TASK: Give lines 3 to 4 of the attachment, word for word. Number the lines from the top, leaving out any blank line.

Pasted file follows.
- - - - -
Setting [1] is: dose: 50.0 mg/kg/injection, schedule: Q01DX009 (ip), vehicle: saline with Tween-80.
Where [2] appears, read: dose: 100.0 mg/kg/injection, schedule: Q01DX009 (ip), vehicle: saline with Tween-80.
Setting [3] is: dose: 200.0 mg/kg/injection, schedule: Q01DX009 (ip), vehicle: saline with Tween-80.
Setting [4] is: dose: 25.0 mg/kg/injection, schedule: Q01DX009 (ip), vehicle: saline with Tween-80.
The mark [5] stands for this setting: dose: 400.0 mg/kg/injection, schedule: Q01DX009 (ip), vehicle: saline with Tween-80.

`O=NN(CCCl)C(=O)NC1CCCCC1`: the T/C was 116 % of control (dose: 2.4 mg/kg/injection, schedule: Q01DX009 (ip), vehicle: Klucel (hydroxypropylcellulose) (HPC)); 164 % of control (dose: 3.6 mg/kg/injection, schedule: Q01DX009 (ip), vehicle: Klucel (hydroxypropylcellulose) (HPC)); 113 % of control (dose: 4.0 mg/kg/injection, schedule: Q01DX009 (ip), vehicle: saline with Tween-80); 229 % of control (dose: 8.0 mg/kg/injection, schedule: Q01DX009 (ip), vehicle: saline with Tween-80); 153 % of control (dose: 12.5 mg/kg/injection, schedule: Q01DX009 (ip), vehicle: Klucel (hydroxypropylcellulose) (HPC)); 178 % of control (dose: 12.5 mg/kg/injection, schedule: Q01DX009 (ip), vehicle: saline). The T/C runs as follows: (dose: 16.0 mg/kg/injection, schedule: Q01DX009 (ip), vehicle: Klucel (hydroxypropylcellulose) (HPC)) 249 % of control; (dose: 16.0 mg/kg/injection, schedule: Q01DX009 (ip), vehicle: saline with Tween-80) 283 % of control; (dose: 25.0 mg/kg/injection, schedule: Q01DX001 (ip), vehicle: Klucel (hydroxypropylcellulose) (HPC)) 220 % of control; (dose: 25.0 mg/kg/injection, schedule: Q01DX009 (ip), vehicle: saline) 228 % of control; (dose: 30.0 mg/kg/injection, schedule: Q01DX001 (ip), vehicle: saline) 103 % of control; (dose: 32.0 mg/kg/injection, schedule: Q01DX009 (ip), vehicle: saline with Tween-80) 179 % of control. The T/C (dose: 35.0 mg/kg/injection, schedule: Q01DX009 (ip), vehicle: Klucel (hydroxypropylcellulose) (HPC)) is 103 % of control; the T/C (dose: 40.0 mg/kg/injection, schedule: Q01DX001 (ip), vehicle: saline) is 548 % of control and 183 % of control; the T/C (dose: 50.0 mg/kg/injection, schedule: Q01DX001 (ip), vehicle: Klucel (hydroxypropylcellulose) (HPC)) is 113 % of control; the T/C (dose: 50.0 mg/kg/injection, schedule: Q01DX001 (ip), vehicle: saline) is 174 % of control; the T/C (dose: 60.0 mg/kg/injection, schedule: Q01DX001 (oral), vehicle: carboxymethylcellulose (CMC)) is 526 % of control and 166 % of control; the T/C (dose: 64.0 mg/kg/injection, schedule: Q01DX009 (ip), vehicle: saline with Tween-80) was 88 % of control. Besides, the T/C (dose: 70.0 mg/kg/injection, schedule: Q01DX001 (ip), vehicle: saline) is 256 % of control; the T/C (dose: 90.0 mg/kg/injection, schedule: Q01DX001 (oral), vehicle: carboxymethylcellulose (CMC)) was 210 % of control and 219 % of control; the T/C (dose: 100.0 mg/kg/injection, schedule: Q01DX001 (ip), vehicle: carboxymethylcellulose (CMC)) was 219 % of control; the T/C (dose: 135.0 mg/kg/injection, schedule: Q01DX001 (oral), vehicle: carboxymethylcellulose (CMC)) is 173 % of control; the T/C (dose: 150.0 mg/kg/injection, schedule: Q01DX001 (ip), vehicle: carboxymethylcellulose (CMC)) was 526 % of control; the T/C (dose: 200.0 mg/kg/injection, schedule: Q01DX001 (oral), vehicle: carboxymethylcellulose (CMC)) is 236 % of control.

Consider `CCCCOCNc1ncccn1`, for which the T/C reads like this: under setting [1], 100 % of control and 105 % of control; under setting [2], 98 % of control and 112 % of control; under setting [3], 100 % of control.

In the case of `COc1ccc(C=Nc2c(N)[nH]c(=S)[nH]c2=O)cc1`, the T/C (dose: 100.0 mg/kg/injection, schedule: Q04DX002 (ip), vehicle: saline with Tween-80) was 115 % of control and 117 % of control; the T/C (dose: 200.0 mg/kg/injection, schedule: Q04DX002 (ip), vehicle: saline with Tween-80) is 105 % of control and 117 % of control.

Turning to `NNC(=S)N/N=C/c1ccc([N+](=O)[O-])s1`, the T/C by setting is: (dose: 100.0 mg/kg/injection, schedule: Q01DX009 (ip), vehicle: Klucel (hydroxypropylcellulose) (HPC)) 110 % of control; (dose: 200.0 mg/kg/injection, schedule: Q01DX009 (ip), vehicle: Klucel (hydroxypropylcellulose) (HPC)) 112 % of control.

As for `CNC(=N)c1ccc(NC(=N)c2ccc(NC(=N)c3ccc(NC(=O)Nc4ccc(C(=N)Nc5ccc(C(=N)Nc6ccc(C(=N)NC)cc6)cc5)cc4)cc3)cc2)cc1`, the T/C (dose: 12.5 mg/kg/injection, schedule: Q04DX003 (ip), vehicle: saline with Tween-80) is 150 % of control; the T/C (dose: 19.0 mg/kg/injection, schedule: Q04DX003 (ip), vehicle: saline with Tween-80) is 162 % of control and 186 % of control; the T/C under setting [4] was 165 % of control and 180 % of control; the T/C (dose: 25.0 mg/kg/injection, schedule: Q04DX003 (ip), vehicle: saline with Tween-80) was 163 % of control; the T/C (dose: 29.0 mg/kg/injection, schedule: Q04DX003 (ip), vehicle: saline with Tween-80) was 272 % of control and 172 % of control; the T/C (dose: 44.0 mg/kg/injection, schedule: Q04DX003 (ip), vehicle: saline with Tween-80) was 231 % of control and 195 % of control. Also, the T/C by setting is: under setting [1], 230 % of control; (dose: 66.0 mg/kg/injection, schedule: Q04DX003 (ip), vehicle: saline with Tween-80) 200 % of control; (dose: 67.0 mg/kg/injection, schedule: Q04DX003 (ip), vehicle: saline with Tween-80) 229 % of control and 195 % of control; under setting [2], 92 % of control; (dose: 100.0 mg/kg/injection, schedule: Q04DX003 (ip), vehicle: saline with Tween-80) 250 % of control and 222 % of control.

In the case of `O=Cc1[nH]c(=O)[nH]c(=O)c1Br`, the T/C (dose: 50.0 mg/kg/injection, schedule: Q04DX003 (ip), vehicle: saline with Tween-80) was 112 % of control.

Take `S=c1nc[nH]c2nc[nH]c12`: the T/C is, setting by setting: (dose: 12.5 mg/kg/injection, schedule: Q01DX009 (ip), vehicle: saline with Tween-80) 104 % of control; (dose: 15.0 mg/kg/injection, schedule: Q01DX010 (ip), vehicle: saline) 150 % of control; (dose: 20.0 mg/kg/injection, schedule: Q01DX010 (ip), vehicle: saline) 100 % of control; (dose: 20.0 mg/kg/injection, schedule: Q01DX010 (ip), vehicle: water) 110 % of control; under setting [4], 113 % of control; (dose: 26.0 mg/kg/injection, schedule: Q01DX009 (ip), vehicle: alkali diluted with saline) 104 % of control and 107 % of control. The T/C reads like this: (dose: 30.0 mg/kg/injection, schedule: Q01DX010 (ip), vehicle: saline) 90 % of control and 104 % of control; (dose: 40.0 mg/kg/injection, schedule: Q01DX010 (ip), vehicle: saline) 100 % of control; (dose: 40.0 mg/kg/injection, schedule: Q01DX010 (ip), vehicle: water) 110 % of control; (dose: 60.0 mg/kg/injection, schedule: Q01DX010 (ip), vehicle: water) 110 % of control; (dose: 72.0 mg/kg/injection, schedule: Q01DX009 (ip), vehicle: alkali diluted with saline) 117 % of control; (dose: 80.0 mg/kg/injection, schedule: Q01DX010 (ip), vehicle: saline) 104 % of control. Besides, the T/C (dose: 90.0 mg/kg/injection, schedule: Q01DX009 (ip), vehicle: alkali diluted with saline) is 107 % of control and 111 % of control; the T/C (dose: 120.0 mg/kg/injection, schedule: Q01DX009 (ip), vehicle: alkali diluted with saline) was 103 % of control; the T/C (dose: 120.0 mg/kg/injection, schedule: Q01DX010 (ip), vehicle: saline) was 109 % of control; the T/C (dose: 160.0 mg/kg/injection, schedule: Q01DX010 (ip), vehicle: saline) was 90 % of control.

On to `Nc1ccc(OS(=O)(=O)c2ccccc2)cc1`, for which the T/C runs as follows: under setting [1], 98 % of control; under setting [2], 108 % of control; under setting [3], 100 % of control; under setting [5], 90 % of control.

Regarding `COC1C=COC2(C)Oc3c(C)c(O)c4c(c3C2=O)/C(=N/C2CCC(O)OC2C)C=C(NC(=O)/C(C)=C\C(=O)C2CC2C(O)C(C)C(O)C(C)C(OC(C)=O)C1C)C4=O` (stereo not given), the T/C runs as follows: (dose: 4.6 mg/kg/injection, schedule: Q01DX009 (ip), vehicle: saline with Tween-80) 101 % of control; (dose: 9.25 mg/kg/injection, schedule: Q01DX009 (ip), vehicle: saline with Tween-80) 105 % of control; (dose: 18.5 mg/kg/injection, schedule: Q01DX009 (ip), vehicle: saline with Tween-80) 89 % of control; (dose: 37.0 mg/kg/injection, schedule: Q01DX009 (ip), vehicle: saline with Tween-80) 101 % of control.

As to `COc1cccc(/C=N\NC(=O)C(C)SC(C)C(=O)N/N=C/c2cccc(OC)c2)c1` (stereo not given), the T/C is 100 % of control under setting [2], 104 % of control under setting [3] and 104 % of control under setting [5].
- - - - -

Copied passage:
Setting [3] is: dose: 200.0 mg/kg/injection, schedule: Q01DX009 (ip), vehicle: saline with Tween-80.
Setting [4] is: dose: 25.0 mg/kg/injection, schedule: Q01DX009 (ip), vehicle: saline with Tween-80.